Our publishing business is like a three-legged stool. Its success rests on the happiness of three primary constituents: our employees, our authors, and our customers—in that order.
The rationale is that if we take care of the employees, they will take care of our authors and customers. As a result, the very first point in our vision statement says, “We maintain an inspired work environment where people connect with the Company’s purpose and values.”
We have really made an effort to focus on this over the last two years. Based on the results of our recent employee survey, I think we have made good progress. We are not where we want to be, but we have come a long way.
The employee survey has been a hugely helpful tool. It has shown us exactly where we are doing well and were we are not doing so well. It has revealed specific areas where we still need to improve. As a result, we are able to focus our resources on those areas that would be the most meaningful to our employees.
This morning, I started thinking it would be good if we could similarly survey our authors. In Tough Choices, Carly Florina, former CEO of Hewlett-Packard, talks about something called “Total Customer Experience.” Much has been written on this, but the basic idea is simple. You have to take responsibility for every interaction you and your colleagues have with your customer. Each one either enhances or diminishes customer loyalty and, hence, your brand.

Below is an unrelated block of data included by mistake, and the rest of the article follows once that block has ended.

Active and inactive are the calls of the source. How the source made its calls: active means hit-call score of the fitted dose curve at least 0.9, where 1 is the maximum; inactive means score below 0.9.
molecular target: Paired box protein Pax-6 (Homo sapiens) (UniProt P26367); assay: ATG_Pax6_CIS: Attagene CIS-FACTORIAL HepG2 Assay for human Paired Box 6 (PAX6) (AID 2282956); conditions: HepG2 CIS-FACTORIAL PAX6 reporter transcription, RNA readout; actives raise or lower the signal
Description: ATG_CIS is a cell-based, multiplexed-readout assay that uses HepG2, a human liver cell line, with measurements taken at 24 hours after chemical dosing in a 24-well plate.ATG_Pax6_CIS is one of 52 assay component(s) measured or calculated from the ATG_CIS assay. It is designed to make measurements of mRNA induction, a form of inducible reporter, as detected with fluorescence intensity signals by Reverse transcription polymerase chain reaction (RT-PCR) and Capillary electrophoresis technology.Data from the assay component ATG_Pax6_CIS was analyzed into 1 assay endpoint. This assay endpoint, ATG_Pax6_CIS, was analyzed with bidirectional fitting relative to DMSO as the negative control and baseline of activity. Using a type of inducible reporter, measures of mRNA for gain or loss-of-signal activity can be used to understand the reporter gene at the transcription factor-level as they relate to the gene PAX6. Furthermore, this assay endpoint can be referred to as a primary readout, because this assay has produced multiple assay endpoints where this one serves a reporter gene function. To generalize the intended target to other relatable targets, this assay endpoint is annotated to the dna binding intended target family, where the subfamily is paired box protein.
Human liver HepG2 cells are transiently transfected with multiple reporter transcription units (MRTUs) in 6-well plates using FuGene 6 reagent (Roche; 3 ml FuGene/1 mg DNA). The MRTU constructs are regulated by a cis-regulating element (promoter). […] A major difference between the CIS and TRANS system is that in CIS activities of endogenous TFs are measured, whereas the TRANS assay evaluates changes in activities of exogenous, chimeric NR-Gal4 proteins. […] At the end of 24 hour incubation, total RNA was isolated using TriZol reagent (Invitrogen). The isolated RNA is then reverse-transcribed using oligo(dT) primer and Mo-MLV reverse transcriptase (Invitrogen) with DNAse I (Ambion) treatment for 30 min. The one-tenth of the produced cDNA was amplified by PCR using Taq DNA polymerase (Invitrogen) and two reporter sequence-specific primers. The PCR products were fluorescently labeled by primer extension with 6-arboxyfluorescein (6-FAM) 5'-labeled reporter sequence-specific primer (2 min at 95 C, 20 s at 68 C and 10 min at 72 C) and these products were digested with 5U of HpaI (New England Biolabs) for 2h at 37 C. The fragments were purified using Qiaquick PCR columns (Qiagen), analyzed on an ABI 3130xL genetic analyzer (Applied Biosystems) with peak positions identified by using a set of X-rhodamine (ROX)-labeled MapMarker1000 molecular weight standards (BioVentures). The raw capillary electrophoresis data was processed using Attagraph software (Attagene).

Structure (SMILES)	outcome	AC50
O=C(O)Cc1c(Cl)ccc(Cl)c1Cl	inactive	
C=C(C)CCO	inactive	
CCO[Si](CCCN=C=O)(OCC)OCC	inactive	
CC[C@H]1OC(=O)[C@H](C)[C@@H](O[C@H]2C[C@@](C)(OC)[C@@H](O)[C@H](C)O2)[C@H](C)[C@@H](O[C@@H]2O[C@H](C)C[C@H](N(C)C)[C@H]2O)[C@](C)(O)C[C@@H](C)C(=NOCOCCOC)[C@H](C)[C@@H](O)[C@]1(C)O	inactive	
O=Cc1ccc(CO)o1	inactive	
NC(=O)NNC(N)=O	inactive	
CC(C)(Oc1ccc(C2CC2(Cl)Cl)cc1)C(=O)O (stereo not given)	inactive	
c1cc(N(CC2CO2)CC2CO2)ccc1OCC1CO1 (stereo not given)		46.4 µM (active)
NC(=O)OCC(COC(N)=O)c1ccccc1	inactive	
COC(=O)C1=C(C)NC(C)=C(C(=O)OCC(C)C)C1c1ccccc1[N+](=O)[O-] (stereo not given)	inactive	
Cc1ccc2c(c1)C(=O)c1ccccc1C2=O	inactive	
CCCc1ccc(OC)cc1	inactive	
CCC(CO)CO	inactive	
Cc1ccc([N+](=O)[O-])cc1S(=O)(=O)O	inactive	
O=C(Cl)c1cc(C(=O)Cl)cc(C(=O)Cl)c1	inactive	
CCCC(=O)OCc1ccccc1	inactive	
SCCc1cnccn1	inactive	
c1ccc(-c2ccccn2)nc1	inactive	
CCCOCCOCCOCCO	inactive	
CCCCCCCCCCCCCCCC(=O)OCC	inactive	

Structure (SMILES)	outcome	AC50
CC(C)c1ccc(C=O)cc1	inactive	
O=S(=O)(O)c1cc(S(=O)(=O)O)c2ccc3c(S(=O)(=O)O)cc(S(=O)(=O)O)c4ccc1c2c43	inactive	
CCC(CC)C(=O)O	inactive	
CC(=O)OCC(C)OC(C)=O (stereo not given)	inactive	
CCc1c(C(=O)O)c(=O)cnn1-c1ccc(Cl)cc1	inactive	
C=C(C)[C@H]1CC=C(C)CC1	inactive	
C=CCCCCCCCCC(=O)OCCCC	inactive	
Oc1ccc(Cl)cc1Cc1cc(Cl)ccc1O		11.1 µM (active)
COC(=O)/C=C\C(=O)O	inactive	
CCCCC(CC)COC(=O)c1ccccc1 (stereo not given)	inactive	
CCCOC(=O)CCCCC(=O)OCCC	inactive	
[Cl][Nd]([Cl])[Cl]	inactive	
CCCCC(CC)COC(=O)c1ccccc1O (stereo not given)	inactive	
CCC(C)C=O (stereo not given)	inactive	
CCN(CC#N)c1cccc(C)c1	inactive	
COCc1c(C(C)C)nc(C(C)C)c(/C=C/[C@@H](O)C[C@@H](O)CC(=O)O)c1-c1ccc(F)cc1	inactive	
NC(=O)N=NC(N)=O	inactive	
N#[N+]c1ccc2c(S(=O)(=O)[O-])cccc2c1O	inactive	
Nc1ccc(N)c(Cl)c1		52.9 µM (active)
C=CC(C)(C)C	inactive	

This is also true of authors. Every interaction—whether it’s with the receptionist, an editor, a marketing director, a publicist, an accounts payable clerk, or the CEO—shapes the author’s perception of our company. This is why I have resisted the idea of creating a separate Author Relations Department. From my point-of-view, “author relations” is not a department; it’s a way of life. Or to say it another way, keeping our authors happy is everyone’s responsibility.
To that end, I would like to see us create an author survey and send it to all of our authors. Perhaps we should do this 90 days after a book releases. This is long enough to get through the product development and launch cycle but short enough that the experience is fresh on the author’s mind. We could then summarize these a couple of times a year and generate a Total Author Experience (TAE) Score. This would then enable us to focus on improving those areas that are important to our authors.
As someone once said, you can’t improve what you don’t measure. I think that’s true, and I think it’s time to start. Any volunteers?